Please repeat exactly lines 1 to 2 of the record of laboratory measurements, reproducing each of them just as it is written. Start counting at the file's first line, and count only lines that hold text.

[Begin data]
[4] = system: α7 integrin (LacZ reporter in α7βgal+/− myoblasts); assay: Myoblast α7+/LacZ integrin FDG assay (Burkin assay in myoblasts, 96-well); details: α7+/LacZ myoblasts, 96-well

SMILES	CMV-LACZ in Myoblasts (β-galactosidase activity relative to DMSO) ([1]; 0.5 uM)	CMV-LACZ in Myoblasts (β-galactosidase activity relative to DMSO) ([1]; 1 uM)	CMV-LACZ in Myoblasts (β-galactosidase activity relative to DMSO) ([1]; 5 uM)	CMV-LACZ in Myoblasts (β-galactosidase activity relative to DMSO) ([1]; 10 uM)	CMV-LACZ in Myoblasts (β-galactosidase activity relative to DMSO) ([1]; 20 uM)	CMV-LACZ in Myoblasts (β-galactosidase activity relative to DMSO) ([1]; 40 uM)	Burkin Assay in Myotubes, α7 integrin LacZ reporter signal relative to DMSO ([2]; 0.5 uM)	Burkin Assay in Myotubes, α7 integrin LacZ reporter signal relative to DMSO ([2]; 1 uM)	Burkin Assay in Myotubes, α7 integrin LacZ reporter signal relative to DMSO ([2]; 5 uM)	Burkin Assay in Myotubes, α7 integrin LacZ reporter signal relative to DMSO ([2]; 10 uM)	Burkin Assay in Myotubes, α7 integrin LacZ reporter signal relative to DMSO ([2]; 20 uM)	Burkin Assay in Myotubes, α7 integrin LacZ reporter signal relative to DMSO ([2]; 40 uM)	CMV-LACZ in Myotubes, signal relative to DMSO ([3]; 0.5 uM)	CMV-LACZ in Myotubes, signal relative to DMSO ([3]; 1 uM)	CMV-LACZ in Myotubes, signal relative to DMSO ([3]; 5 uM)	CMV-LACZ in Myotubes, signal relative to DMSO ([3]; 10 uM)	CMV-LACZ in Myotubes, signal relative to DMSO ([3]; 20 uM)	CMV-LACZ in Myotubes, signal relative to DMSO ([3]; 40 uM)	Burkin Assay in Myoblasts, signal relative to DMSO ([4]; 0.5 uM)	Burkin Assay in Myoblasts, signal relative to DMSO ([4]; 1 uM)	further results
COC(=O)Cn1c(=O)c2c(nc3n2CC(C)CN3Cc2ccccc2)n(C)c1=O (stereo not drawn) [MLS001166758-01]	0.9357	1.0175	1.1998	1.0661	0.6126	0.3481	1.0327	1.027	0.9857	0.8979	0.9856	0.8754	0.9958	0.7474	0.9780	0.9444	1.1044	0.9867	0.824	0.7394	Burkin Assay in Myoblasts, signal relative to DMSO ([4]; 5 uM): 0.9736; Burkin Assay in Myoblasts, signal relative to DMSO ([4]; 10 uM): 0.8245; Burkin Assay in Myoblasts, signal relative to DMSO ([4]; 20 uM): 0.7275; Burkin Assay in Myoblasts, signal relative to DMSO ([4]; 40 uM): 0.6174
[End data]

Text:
[4] = system: α7 integrin (LacZ reporter in α7βgal+/− myoblasts); assay: Myoblast α7+/LacZ integrin FDG assay (Burkin assay in myoblasts, 96-well); details: α7+/LacZ myoblasts, 96-well

SMILES	CMV-LACZ in Myoblasts (β-galactosidase activity relative to DMSO) ([1]; 0.5 uM)	CMV-LACZ in Myoblasts (β-galactosidase activity relative to DMSO) ([1]; 1 uM)	CMV-LACZ in Myoblasts (β-galactosidase activity relative to DMSO) ([1]; 5 uM)	CMV-LACZ in Myoblasts (β-galactosidase activity relative to DMSO) ([1]; 10 uM)	CMV-LACZ in Myoblasts (β-galactosidase activity relative to DMSO) ([1]; 20 uM)	CMV-LACZ in Myoblasts (β-galactosidase activity relative to DMSO) ([1]; 40 uM)	Burkin Assay in Myotubes, α7 integrin LacZ reporter signal relative to DMSO ([2]; 0.5 uM)	Burkin Assay in Myotubes, α7 integrin LacZ reporter signal relative to DMSO ([2]; 1 uM)	Burkin Assay in Myotubes, α7 integrin LacZ reporter signal relative to DMSO ([2]; 5 uM)	Burkin Assay in Myotubes, α7 integrin LacZ reporter signal relative to DMSO ([2]; 10 uM)	Burkin Assay in Myotubes, α7 integrin LacZ reporter signal relative to DMSO ([2]; 20 uM)	Burkin Assay in Myotubes, α7 integrin LacZ reporter signal relative to DMSO ([2]; 40 uM)	CMV-LACZ in Myotubes, signal relative to DMSO ([3]; 0.5 uM)	CMV-LACZ in Myotubes, signal relative to DMSO ([3]; 1 uM)	CMV-LACZ in Myotubes, signal relative to DMSO ([3]; 5 uM)	CMV-LACZ in Myotubes, signal relative to DMSO ([3]; 10 uM)	CMV-LACZ in Myotubes, signal relative to DMSO ([3]; 20 uM)	CMV-LACZ in Myotubes, signal relative to DMSO ([3]; 40 uM)	Burkin Assay in Myoblasts, signal relative to DMSO ([4]; 0.5 uM)	Burkin Assay in Myoblasts, signal relative to DMSO ([4]; 1 uM)	further results